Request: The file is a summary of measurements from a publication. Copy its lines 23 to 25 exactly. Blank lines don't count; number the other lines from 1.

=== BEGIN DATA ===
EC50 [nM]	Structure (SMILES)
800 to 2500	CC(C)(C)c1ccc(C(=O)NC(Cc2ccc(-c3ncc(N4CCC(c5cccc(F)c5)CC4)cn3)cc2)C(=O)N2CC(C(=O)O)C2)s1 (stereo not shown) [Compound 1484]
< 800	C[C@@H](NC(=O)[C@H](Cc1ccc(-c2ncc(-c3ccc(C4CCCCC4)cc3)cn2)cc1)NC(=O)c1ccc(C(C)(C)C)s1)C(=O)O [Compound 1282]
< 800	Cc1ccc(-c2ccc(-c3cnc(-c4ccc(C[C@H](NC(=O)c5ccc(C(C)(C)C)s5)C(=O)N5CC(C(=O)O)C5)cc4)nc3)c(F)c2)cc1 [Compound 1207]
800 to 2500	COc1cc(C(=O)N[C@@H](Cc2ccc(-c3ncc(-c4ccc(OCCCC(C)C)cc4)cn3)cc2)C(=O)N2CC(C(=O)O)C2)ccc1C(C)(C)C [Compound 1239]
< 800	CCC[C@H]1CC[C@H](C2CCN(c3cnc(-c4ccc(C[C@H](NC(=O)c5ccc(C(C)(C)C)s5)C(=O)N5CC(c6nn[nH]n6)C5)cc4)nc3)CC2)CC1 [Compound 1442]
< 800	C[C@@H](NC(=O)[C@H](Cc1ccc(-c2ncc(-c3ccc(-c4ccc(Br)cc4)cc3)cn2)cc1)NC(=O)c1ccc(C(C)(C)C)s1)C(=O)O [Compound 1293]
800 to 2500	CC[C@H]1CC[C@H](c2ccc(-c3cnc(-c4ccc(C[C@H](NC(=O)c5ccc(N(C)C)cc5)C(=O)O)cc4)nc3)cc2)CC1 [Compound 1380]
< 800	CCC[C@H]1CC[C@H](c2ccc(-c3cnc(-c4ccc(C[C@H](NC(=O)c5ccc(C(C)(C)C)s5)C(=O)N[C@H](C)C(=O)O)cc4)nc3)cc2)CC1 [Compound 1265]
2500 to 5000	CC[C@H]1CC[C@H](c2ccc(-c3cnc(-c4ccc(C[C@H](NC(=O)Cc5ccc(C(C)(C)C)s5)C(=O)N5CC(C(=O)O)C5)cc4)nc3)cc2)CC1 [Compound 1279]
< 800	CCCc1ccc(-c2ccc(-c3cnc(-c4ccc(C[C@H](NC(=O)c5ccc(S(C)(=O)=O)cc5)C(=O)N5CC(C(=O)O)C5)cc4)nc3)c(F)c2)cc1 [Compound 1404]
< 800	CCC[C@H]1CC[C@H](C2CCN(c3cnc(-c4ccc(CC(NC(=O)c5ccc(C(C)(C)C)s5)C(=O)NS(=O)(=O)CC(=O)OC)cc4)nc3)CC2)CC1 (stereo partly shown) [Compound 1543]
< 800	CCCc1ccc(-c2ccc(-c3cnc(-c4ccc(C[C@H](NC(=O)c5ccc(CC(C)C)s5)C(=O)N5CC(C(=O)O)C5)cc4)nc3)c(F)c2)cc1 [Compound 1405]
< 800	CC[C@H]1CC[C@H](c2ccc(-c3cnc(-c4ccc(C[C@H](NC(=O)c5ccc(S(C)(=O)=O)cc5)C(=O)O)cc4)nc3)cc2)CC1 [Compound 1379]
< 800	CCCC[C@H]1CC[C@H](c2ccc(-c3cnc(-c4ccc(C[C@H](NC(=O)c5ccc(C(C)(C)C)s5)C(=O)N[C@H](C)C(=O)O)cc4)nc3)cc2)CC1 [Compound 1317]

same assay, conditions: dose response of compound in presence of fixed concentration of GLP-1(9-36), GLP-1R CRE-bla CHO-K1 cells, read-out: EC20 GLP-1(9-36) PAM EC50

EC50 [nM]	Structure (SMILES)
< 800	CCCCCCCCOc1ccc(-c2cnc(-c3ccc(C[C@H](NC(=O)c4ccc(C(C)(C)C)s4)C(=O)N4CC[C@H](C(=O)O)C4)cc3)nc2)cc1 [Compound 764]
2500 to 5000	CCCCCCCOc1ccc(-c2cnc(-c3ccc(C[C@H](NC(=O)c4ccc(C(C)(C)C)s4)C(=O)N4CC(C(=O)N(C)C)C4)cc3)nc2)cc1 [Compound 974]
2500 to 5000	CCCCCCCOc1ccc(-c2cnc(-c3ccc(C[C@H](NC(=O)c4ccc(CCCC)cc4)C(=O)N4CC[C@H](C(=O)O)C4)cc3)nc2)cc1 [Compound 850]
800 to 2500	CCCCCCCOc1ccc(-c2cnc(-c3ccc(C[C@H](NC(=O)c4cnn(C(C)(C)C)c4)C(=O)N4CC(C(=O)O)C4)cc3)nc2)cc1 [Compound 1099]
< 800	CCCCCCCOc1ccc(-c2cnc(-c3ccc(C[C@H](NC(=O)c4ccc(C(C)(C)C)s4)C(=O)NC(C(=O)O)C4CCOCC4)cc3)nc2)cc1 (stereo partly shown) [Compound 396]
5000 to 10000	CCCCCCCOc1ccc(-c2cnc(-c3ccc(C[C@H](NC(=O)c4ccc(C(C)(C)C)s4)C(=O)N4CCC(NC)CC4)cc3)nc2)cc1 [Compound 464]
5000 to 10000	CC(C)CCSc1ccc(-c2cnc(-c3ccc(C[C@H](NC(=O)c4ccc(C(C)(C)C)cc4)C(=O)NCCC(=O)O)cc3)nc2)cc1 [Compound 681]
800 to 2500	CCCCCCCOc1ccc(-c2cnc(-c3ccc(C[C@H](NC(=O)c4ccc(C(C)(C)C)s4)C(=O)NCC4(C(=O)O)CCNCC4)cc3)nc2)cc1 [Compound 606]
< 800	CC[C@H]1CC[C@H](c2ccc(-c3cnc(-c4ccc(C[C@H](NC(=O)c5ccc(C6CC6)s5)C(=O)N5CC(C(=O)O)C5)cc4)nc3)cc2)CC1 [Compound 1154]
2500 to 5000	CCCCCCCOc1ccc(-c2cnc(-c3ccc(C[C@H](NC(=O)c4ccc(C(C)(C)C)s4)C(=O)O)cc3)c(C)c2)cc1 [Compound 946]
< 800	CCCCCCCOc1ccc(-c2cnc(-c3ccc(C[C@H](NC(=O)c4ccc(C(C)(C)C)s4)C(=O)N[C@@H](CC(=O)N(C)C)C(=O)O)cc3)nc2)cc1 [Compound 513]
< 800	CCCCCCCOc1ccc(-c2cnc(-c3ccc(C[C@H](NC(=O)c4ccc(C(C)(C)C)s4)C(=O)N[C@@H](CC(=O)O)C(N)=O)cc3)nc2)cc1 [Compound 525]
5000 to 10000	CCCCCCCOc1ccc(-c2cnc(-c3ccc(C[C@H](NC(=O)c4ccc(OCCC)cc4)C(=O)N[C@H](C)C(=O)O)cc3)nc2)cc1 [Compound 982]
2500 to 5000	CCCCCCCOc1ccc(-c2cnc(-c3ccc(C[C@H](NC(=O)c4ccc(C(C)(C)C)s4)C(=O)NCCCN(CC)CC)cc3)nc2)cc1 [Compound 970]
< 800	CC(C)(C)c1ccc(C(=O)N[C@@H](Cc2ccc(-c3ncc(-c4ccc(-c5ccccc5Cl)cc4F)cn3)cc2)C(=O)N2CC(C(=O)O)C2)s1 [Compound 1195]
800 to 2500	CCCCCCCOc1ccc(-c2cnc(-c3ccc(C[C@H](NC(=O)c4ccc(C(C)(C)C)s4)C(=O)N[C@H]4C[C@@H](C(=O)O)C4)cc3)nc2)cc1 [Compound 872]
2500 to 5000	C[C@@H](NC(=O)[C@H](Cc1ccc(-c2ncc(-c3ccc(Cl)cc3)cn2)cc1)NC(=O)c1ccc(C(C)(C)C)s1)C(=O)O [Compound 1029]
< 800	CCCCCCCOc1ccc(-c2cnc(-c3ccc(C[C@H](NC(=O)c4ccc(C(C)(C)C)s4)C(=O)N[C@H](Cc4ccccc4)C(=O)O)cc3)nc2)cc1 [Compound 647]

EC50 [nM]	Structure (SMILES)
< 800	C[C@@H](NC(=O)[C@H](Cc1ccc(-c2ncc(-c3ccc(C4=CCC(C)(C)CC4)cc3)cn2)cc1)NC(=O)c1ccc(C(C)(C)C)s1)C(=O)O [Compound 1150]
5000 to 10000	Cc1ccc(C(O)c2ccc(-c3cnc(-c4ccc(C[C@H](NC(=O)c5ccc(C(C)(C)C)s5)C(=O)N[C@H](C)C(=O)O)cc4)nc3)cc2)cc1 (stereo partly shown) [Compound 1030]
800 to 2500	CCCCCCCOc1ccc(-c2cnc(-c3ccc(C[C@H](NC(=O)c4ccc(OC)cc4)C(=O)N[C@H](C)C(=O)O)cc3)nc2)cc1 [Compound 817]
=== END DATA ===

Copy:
5000 to 10000	CCCCCCCOc1ccc(-c2cnc(-c3ccc(C[C@H](NC(=O)c4ccc(C(C)(C)C)s4)C(=O)N4CCC(NC)CC4)cc3)nc2)cc1 [Compound 464]
5000 to 10000	CC(C)CCSc1ccc(-c2cnc(-c3ccc(C[C@H](NC(=O)c4ccc(C(C)(C)C)cc4)C(=O)NCCC(=O)O)cc3)nc2)cc1 [Compound 681]
800 to 2500	CCCCCCCOc1ccc(-c2cnc(-c3ccc(C[C@H](NC(=O)c4ccc(C(C)(C)C)s4)C(=O)NCC4(C(=O)O)CCNCC4)cc3)nc2)cc1 [Compound 606]